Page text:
Sister Mary Sylvester Collins, MM

Born: January 7, 1896
Entered: September 24, 1921
Died: August 23, 1942

Sister Mary Sylvester Collins (Elizabeth A.) was a native of Ardmore, Pennsylvania when she entered Maryknoll September 24, 1921.

Sister had previously attended Mother of Good Counsel School in Bryn Mawr and had worked as supervisor for 9 years at the Bell Telephone Company in Ardmore.

She was professed in April, 1924 and assigned as a language student to Gishu, Korea, and later to Antung, Manchuria, 1924-1926.

In October 1926, Sister went to Yeng You, Korea, and in 1932 was assigned to Novitiate Training of Korean aspirants to religious life at Pyeng Yang, Korea.

She returned to the States, ill, and died August 23, 1942, on the eve of the arrival of Korean missioners repatriated because of war.

Father General preached at her Funeral Mass, August 24, 1942:

In the death of Sr. Sylvester you have sustained a great loss, and you have been enriched by a great gain. You have lost the human activity and contagious apostolic zeal of one of your best and truest and most selfless missioners; but you have been enriched by a life that began and ended in generous identification with the sacrificial ministry of Christ, and you have gained a tradition for the spiritual treasure house of the community. This gain is twofold, by which you derive strength from the living example of an apostolic vocation that was acted out in your midst, and you desire intercessory help from the transference of an apostle of heaven.

In both your loss and gain, my dear Sisters, you have the full sympathy and all the prayers of Maryknoll; you have the sharing of your sorrow, and pride on the part of our Christians in Korea; you have, I think, the gratitude of the whole infant Church of Korea to whose upbuilding your Sister missionary contributed so greatly. And it may be that you have a reason to be envied a little by the angels in heaven; because an apostolic soul that devoted all its life, its energy, all its faculties in a perfectly generous spirit to the furtherance of the reign of Christ in the hearts of His people, that is a contribution to the aim that is nearest the heart of many in Korea, and certainly nearest the heart of everyone in heaven.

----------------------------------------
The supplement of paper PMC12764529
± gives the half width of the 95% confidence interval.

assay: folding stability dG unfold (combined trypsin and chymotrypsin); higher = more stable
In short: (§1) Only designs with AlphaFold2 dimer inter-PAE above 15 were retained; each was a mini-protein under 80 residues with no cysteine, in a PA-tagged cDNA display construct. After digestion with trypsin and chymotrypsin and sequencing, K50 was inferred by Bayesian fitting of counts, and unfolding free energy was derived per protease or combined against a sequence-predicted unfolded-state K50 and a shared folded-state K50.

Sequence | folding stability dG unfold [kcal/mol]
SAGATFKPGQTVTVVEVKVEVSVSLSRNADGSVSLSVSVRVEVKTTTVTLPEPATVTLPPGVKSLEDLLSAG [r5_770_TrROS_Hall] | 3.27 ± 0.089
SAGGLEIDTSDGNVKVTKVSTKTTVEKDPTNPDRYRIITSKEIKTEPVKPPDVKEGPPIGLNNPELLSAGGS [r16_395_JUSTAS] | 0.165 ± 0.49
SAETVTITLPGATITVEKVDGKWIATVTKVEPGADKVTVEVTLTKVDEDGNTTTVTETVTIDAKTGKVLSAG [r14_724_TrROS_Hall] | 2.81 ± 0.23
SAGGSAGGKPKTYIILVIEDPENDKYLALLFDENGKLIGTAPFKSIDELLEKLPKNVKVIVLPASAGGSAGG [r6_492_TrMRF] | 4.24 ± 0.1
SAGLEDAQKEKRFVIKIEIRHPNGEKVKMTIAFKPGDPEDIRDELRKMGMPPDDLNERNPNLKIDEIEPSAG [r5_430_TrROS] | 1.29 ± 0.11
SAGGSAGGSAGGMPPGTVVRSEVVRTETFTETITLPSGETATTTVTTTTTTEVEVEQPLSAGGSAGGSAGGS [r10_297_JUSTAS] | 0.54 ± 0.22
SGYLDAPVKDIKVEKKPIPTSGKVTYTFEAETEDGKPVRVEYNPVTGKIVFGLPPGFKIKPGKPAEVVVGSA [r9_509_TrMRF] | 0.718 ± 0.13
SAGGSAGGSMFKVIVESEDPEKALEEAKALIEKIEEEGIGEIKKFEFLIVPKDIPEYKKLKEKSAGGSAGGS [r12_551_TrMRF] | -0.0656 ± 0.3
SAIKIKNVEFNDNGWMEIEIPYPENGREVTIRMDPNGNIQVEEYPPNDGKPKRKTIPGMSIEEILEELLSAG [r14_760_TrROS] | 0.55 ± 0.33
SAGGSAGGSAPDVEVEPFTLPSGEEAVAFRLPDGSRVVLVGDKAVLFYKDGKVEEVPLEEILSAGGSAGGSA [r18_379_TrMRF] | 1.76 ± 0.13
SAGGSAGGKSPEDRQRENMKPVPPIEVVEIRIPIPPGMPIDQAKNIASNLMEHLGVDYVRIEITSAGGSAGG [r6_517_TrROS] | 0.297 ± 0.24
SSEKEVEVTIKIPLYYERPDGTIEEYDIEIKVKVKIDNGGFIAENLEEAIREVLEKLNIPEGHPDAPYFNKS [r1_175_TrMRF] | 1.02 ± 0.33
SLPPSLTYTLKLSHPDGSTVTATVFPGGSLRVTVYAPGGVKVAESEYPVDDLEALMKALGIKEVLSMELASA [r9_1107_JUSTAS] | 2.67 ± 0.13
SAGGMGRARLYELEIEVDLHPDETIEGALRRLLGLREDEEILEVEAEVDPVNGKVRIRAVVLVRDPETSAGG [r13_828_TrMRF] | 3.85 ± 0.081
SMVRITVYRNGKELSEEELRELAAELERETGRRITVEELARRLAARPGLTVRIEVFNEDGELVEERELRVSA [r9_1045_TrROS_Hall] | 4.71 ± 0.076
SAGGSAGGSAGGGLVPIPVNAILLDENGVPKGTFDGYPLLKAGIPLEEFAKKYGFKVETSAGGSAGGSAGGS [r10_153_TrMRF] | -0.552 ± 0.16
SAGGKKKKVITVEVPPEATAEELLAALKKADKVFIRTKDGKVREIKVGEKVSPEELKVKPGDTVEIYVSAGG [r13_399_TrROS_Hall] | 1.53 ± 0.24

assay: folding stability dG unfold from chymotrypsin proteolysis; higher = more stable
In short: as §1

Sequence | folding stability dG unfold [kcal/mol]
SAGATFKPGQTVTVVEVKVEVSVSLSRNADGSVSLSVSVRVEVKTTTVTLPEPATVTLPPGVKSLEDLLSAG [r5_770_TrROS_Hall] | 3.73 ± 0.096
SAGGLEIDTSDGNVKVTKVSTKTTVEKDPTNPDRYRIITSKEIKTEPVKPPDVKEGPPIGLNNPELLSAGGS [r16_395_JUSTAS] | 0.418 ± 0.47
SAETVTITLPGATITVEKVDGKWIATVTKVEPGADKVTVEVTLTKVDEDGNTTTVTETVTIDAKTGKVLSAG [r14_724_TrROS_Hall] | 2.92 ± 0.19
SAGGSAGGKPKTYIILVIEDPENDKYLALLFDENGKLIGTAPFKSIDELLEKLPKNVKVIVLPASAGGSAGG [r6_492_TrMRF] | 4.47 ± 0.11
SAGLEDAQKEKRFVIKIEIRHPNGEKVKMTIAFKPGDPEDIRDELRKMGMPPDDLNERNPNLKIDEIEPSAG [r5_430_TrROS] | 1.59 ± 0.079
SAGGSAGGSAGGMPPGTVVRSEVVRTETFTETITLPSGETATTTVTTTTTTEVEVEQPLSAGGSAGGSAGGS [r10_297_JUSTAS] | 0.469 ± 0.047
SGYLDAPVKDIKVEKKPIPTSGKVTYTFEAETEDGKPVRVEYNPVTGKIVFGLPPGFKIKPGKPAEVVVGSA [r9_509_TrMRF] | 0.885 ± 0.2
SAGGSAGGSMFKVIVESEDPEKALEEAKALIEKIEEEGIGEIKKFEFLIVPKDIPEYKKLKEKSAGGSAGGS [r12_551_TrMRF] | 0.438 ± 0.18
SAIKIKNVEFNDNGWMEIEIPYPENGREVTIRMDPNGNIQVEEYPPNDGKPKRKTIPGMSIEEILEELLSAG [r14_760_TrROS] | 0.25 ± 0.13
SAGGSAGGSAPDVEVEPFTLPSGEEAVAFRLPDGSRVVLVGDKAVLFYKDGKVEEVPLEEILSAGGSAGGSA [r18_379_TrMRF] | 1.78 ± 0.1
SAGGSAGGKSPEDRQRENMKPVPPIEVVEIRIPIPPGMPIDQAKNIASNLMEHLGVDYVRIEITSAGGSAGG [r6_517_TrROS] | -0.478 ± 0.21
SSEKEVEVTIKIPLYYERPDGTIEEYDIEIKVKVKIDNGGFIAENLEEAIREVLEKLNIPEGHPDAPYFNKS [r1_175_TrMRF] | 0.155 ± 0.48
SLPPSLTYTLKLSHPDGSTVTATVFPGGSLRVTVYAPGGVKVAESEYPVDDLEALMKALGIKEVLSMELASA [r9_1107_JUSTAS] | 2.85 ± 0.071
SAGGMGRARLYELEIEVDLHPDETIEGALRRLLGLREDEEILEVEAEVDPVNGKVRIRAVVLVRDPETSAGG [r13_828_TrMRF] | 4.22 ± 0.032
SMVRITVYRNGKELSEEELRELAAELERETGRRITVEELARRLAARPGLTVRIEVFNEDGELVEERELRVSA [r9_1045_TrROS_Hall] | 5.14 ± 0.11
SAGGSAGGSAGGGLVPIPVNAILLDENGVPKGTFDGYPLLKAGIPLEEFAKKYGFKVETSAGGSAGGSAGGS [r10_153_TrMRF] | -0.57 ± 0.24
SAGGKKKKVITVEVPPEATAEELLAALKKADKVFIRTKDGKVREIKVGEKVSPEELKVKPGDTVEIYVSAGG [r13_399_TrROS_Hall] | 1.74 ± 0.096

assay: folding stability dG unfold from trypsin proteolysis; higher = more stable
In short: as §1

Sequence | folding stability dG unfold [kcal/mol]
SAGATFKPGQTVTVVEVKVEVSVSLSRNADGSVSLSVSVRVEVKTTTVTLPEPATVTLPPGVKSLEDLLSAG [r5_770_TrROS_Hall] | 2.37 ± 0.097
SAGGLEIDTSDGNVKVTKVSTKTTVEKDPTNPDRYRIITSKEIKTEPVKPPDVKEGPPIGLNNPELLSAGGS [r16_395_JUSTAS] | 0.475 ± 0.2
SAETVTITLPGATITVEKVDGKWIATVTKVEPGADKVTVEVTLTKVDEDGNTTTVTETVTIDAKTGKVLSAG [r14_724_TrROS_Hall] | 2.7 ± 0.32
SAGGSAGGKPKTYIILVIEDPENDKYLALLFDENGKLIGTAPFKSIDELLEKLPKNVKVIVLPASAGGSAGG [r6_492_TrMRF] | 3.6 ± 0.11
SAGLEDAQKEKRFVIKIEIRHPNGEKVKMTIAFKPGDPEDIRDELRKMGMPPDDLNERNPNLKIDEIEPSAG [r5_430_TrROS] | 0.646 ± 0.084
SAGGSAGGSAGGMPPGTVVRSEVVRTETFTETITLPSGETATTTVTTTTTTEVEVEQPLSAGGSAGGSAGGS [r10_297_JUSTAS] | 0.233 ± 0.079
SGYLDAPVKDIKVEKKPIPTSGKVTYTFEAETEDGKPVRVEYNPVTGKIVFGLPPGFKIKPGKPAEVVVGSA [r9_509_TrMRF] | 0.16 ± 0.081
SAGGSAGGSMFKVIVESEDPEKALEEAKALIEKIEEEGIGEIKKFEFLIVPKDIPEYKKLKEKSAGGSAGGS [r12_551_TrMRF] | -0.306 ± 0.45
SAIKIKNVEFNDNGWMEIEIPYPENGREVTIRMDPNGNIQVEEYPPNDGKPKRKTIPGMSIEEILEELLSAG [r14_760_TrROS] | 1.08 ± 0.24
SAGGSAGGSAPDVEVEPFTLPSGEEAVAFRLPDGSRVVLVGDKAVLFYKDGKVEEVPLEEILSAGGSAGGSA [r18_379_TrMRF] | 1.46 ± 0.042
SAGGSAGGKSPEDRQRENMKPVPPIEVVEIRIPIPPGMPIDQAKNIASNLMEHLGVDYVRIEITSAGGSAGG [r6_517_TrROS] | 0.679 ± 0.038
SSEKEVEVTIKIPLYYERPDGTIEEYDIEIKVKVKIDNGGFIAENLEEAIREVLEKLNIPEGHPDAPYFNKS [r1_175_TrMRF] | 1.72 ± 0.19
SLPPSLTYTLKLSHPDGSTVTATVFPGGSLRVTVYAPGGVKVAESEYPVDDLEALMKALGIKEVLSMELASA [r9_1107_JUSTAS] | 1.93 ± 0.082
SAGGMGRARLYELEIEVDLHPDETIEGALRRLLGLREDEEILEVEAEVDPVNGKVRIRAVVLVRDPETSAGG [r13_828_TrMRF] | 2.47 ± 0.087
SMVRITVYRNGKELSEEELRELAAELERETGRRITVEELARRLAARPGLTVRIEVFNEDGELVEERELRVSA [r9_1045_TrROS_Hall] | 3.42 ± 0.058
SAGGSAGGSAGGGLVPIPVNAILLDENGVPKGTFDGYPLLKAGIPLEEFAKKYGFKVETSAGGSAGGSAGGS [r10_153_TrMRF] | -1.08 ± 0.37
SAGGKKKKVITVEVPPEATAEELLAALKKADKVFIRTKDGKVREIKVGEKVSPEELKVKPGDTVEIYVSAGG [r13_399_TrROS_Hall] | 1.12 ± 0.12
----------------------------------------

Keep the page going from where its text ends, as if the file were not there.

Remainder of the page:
It is not customary at time of death to dwell on considerations that distract from the solemn necessity of recommending the departed soul to God; but when death etches a well-spent life for our inspiration we can mingle our grateful thanks with our prayers of supplication.

Sister Sylvester, in the mission advance of the Maryknoll Sisters’ community, was a key figure. Her career was spent in our Korean Mission, signalized by the Holy See itself as one of the most successful missions in the entire Orient. In that mission Sister was occupied with two of the most basic works necessary to its success, namely, the training of the native Sisters, and subsequently she was chosen for the direction of the work of all the Sisters in Korea.

This made her an important figure in the development of that highly successful mission, and in the process of her work, by her selfless devotion, by her continual zeal, by her kindly spirit, she must have accomplished an enormous amount of good, while at the same time preserving the esteem and affection of everybody who was associated with her: priests, Sisters and missioners. She is very much identified with the Maryknoll Mission in Korea.

When the ship arrives tomorrow that is repatriating a great number of our priests and Sisters from Korea, one of the first questions to be asked will be “How is Sister Sylvester?” The answer will be “Well, all well. All perfectly well.” And when we return to Korea, as in God’s mercy we expect to do, one of the first remarks to be heard from the lips of the Korean Christians will be “We had hoped for the return of Sr. Sylvester, that we might see her again.” Actually, they will see her again, in that great rendezvous where all Maryknollers will meet with their Oriental children in Christ that will take place in heaven.

It seems to me that sister Sylvester must have been a chosen soul in the development of your community and if that is so, it means that she was chosen for strength of character and generosity of spirit and a capacity for sacrifice because, after having labored for the mission with eminent success, she was selected by God to suffer for the mission and for the Community, and she did both in one and the same manner, and with one and the same spirit, with the smile of patience and, I am sure, with the prayers of a felt privilege, and certainly with the acceptance of love.

So, when this career is put together, we must feel that God has designed it as an inspiration and a help to the Community because it is an exemplification of the true vocation that every Sister in the Community has and has because she has received it from God. To work for Christ and to suffer with Christ is the reason why we were put on earth, and we have here a striking fulfillment of the divine formula. Let us thank God for it and mingle our great gratitude with our heartfelt sorrow. We send this treasure to heaven; but you keep a treasure of memory that will strengthen and bless all of you.

We must pray for the soul of our apostolic Sister at this moment when her soul is ushered into the presence of the sanctity of God. Let us pray with confidence because we must feel she is assured of a welcome, to happiness in the presence of God, with Christ Whom she followed, with His Mother whom she loved, with His people whom she served, and let us hope that she will pray for us, as we pray for her.